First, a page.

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Sunday, 27 May 2012


Let’s talk about Todd Browning’s 1932 movie Freaks  – Ψ – Billed as the scariest horror film ever the film was banned in the UK for 35 years and ended Todd Browning’s career. Following this movie Browning found it difficult to get work and although he made several movies following Freaks he never managed to live down the stigma of being the man who unleashed this sickness into the cinema world.  After the initial test screening one woman threatened to sue to studio, claiming that the movie had made her suffer a miscarriage, and another woman who gave birth to conjoined twins a year later claimed that it was the evil influence of the movie that was responsible.

Now that’s one scary movie.

you know what I’m not really sure that Feaks is a horror movie at all, but rather a drama with a cast made up largely of real life circus freaks, and even after all these years it is still a troubling movie. The title itself, when used in this context, falls foul of political correctness and the chances are that if the movie were ever to be remade it would be called something like, – Incredible gifted and special people.

The thing that bothered audiences so much was not the storyline, which is basically a revenge story of a lover scorned, but the fact that a large section of the cast were made up of real life circus freaks. Among the real life freaks were Elizabeth Green, also known as Betty Green, a performer who was presented to audiences as a human stork during the early 1900s, Jane Barnell (3 January 1871,  – 26 October 1951, )a US bearded lady who used the stage name Lady Olga, Daisy and Violet Hilton (5 February 1908 – January 1969)  a pair of  conjoined twins who toured in the US  in the 1930s, Josephine Joseph (born 1913) a woman whose body was supposedly split down the middle,

one side female and the other male, Prince Rardion (1871 – December 19, 1934), a famous limbless performer of the early 1900s, John Eckhardt, Jr. (27 August 1911,– 5 January 1991, ), freak show  performer born with the appearance that he was missing the lower half of his torso and Peter Robinson a man who  weighed in at only  58 pounds and billed himself as The Human Skeleton.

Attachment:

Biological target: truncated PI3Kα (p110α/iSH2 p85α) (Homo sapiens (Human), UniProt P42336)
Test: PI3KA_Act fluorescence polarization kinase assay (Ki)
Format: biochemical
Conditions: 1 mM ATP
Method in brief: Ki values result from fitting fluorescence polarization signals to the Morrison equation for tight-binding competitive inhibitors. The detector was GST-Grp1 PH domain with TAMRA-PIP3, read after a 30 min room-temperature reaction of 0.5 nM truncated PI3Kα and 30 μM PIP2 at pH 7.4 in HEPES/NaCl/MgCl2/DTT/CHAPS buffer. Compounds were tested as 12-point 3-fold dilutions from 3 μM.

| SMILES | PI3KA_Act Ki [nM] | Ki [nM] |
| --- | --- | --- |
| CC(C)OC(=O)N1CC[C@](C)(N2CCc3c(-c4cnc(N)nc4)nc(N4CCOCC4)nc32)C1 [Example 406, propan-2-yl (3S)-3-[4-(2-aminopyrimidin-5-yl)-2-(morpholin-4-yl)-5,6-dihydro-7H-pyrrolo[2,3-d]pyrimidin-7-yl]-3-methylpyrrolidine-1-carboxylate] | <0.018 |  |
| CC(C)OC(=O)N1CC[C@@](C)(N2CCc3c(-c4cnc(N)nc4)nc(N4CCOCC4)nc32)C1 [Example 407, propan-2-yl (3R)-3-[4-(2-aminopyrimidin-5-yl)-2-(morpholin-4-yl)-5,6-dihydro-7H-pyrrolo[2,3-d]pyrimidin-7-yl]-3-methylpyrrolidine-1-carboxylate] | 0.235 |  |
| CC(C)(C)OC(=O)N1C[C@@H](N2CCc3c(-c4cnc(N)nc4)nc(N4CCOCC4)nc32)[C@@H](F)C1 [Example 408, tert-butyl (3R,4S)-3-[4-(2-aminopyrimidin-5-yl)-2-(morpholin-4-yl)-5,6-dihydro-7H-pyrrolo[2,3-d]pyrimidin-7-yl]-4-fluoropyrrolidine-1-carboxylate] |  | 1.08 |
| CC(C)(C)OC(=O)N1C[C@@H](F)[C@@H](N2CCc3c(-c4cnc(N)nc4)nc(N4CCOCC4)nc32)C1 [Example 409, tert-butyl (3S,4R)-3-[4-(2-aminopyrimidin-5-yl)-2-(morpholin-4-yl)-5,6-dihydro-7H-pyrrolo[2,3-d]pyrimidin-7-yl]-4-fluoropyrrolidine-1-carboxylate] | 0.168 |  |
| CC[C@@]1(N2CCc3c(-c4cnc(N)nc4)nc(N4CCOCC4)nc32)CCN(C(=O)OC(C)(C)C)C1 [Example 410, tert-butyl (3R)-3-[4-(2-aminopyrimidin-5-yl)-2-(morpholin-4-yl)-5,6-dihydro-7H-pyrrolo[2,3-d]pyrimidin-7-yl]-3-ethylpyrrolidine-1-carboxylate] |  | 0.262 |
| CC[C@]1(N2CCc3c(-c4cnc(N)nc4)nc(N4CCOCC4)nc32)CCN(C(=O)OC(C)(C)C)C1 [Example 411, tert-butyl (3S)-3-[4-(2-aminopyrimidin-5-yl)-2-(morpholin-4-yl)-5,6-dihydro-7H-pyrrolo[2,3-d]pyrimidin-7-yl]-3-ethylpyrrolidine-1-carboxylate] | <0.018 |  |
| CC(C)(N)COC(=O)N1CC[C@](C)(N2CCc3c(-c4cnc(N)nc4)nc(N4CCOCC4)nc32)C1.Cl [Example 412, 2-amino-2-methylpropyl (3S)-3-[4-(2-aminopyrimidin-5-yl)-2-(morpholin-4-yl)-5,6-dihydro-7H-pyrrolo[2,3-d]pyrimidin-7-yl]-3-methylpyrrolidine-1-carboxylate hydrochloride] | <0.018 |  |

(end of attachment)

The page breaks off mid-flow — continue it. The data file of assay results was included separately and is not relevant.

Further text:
Over time though the film has taken on the status of an underground classic, but it still lacks any mainstream appeal. If anything watching the movie now is even more disturbing than to the original viewers. That’s because we have a different mindset to audiences of this period, and it should not be forgotten that when this movie was made many of the freaks were performing and making a fortune in sideshows across America, several of them even worked for Barnum and Baily. The film has the reputation of being one of the masterpieces of baroque cinema. It has been more written about than watched. Yet the tramps’ last supper in Bunuel’s Viridiana was said to have been inspired by it, and Max Ophuls, Fellini, Bergman and a host of horror merchants have inserted clips from Freaks into their films. And in 1994  Freaks was selected for preservation in the National Film Registry’s archive.

It’s well worth seeing and the current DVD issue features an interesting commentary from Davis J Skal, the original prologue shown in cinemas, three alternative endings and a documentary. Pretty much essential viewing really, but beware this film still packs a punch and even the most ardent horror fan will find it terrifying.

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